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A dray or drey is a squirrel’s nest. Dray is also sometimes applied to a nest of squirrels, or a litter of squirrels. The OED s.v. d...

Wednesday, February 1, 2017

February



The standard dictionary definition for February is very like this one from the AHD:
The second month of the year in the Gregorian calendar.
Modern English February is ultimately derived from Latin; the Latin name for the second month, the name used by Romans, is februarius mensis, “purification month,” or, more literally, "month of purification,” the last month of the ancient (pre-450 B.C.E.) Roman calendar. The month was named after the Roman feast of purification, held on the ides of the month, with the new year starting in the following month.

The etymology of February is a little complicated, in that Modern English February is derived from Latin Februarius, which was used as a direct borrowing in Old English, where the Old English equivalent month, Solmōnað, or "mud month," is glossed with Latin Februarius. The Latin name for the month was used in addition to the Old English name, and gradually, began to be used instead of the Old English name.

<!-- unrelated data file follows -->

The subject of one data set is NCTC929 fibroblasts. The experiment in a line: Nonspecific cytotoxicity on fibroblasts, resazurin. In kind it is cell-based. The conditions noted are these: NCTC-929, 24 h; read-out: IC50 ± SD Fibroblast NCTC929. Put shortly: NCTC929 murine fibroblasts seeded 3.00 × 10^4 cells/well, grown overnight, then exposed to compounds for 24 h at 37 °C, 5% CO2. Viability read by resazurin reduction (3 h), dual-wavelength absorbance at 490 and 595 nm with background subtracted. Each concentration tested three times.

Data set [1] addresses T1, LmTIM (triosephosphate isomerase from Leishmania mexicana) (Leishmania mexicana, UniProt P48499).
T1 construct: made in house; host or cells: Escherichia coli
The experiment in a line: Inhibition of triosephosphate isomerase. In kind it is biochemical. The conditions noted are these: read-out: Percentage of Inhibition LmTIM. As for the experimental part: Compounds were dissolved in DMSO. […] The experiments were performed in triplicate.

After the Norman Conquest in 1066, the Anglo-Norman French names for the month (also derived from Latin Februarius), Feverer, and Feverier (and other spellings) began to be used, eventually becoming Feoverel.

Spelling reforms in the 15th century attempted to modify English spelling in terms of Latin spelling practices; Feoverel became Februarius, and eventually, February. The pronunciation of February, however, is still a little confusing. As the Usage note in the AHD notes:
Usage Note: The preferred pronunciation among usage writers is (fĕbr-ĕr′ē), but in actual usage the pronunciation (fĕby-ĕr′ē) is far more common and so cannot be considered incorrect. The loss of the first r in this pronunciation can be accounted for by the phonological process known as dissimilation, whereby one of two similar or identical sounds in a word is changed or dropped so that a repetition of that sound is avoided. In the case of February, the loss of the first r was also helped along by the influence of January, which has only one r.
The pronunciation is enough of an issue, still, that entire articles have been written about Why do we pronounce February without the "r"?

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